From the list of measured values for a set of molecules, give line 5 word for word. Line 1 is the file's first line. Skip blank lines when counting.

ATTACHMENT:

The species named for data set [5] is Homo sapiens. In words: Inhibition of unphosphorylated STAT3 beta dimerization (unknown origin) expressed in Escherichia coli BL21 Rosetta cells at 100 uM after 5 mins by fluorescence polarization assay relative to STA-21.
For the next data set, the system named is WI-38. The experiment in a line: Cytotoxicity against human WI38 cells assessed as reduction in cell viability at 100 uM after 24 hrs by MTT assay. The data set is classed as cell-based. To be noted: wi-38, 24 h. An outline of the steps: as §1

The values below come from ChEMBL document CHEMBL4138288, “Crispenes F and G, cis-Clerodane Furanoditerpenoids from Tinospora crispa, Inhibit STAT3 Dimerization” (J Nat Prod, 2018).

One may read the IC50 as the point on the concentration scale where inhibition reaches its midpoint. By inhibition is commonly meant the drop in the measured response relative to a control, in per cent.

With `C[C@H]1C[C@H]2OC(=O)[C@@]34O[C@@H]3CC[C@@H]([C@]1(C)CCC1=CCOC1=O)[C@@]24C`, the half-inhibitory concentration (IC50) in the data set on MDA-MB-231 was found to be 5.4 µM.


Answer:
With `C[C@H]1C[C@H]2OC(=O)[C@@]34O[C@@H]3CC[C@@H]([C@]1(C)CCC1=CCOC1=O)[C@@]24C`, the half-inhibitory concentration (IC50) in the data set on MDA-MB-231 was found to be 5.4 µM.